Bank of Israel chief Flug says undecided about running for second term
search

Bank of Israel chief Flug says undecided about running for second term

Governor has not yet discussed her future with MP; says chances of tax cut have dimmed

Bank of Israel Governor Karnit Flug speaks during a press conference in Jerusalem on March 31, 2015. (Yonatan Sindel/Flash90)
Bank of Israel Governor Karnit Flug speaks during a press conference in Jerusalem on March 31, 2015. (Yonatan Sindel/Flash90)

The governor of the Bank of Israel Karnit Flug said on Tuesday she has not yet decided whether to run as a candidate for a second term as head of the nation’s central bank, in light of comments by Israel’s finance minister that the search for a new governor will start shortly.

“There are still seven months until my first term ends,” Flug said at a meeting with journalists at the Jerusalem Press Club. “I haven’t yet thought about it and I have not spoken with the Prime Minister on that possibility.”

Flug, who has been in office since 2013 and is nearing the end of a five-year term, replaced Stanley Fischer who went on to become a — now former — Federal Reserve vice chairman.

Israel’s Finance Minister Moshe Kahlon said last month that the search for a new governor will start after the Jewish holiday of Passover, Reuters reported on March 29. The Jewish holiday of Passover ended last week.

The Finance Ministry comments came after the Bank of Israel released a report that was critical of the finance minister’s flagship housing project, which subsidizes homes for qualified buyers. Flug has also clashed with Kahlon a number of times on his bid to cut taxes for citizens, saying the government should spend surplus tax revenues on infrastructure, education, and improving social services instead.

Flug said on Tuesday she did not believe the current disagreements with the Finance Ministry on policies, such as lowering taxes or the housing policies, were hampering the independence of the bank. “Tensions between the Ministry of Finance and the central bank are not unique to Israel,” she said. She added that the central bank and the ministry still work “closely” together and the central bank remains a “very independent” institution.

Finance Minister Moshe Kahlon (right) with Bank of Israel Governor Karnit Flug, June 3, 2015. (Yonatan Sindel/Flash90)

Figures released by Israel’s accountant general on Monday showed that tax receipts in the first quarter of the year were just some NIS 700 million above the forecast. These figures have dampened the prospects of a tax cuts in the near term, she said.

“My understanding is that the results for the revenues for the first quarter were only slightly above what was expected or projected at the time that budget was formed, and I think there is a broad agreement among the professional staff, also in the Ministry of Finance, that it does not provide the basis for a reduction in taxes at the moment,” she said.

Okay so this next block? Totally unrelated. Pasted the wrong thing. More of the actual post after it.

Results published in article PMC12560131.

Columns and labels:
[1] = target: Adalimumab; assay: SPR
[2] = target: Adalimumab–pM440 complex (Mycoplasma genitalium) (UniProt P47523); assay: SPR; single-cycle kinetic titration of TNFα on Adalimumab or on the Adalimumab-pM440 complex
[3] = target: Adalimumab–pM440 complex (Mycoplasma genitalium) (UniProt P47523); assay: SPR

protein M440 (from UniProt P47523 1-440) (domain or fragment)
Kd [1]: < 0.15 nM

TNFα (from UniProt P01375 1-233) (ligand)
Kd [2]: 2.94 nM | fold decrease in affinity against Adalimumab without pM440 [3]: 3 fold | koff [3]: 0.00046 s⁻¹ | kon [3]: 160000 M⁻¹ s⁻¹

Flug said that a global trade war could negatively impact the Israeli economy, which is dependent on exports. It would be “bad news for a small open economy,” like Israel’s, she said, whose “strongest growth episodes were always associated with periods where world trade expanded rapidly.”

The central bank governor also said that it was too early to say if a slower rate of house price increases in 2017 was a “trend” or just a “fluctuation” in prices.

“To a large extent it will depend on whether the effort — and there has been quite an effort — to increase the supply of new homes will continue and will bear fruits,” she said. “We have seen some slowing down in the number of new housing starts, and if it is temporary and the number of new starts will resume its increase and it will stay at a high level, I think chances are that we will see a further decline in housing prices.”

Regarding Israel’s response to a tax rate cut in the US, which could make it more attractive for businesses to set up their operations in the US, Flug said that corporate taxes in Israel have been traditionally much lower than that of the US, and that the US tax reform, promoted by US President Donald Trump, has narrowed the gap.

“Tax incentives are not the main reason why, for example, R&D centers are set up in Israel,” she said. Israel’s ecosystem in certain areas of innovation is still very attractive, she said. But if the attractiveness of Israel will be reduced by the US tax reform then “we will have to think what are the measures that we should take in order to make sure that we retain our relative attractiveness.”

read more:
comments